UK to invest £19 million into sanitation in Zambia

The United Kingdom will invest 19 million pounds for a period of four years to help improve sanitation and hygiene which will benefit three million people in rural areas in Zambia. The Department for International Development (DFID) will channel the funds through the United Nations International Children’s Fund (UNICEF) to implement a variety of activities to improve sanitation and hygiene in rural areas. Rural sanitation coverage in Zambia was estimated to be only 43 percent in 2008 and water coverage 46 percent. Twenty-six percent of the rural population, nearly 2.2 million people have no sanitation facilities at all.In pilot Community Led Total Sanitation projects in Zambia, sanitation coverage increased from 38 percent to 93 percent over a 12-month period across 517 villages. Over 14,500 toilets were constructed by households and approximately 90, 000 people gained access to sanitation in less than a year.

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A few weeks ago..

I sat beside Phalombe’s District Water Supervisor in his office today, my computer fully charged in anticipation to facilitate another computer lesson on Microsoft Excel. He had committed to working on computer lessons twice a week with me in hopes of improving his technical skills on inputting, analyzing, interpreting and making decisions with the district’s water point data.

Nigerian Minister urges communities to embrace CLTS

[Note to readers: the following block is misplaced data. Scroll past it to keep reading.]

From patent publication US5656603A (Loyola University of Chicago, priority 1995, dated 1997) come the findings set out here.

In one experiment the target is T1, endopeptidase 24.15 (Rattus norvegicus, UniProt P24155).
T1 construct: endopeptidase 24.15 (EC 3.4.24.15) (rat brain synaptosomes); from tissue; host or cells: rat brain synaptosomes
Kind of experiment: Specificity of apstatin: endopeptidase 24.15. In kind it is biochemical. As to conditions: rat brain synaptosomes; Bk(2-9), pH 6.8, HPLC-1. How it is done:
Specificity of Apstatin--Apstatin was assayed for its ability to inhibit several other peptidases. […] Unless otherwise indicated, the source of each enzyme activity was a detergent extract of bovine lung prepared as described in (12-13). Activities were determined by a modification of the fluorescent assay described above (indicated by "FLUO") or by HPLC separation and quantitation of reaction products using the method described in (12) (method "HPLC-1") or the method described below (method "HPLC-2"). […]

At the opening of the 3rd National Roundtable Conference on Community-Led Total Sanitation in Katsina, Mrs Sarah Ochekpe, Minister of Water Resources, urged government and communities in Nigeria to embrace Community-Led Total Sanitation to facilitate access to sanitation and hygiene services: “The nation’s sanitation coverage as at 2008 was 32 per cent. Going by this, it means Nigeria is not on track to meeting the MDGs target of achieving 65 per cent coverage on sanitation and hygiene by the year 2015.Hence, there is the need for all to embrace the CLTS approach.”

35 percent of Mulanje households have no toilets

During activities held by Plan Malawi to mark World Toilet Day on the 19th November, Mulanje District Environmental Health Officer Bosco Kalua revealed that 35 percent of households in Mulanje have no toilets, posing a huge sanitation risk. Commemoration of World Toilet Day was in line with Plan Malawi’s CLTS project and the event was held under the theme, “Take part in development of your community-One household-One toilet”.


Nigeria loses N455bn yearly to poor sanitation

At the opening ceremony of the third national roundtable conference on CLTS in Katsina State, Nigeria, UNICEF’s Chief of Water, Sanitation and Hygiene, Vinod Alkari, said that Nigeria loses N455 billion annually or 1.3 per cent of its Gross Domestic Product (GDP) due to poor sanitation. Furthermore, he stated that 33 million people defecate in the open while only a third of the country’s population have access to improved sanitation, resulting in high morbidity and mortality in Nigeria.


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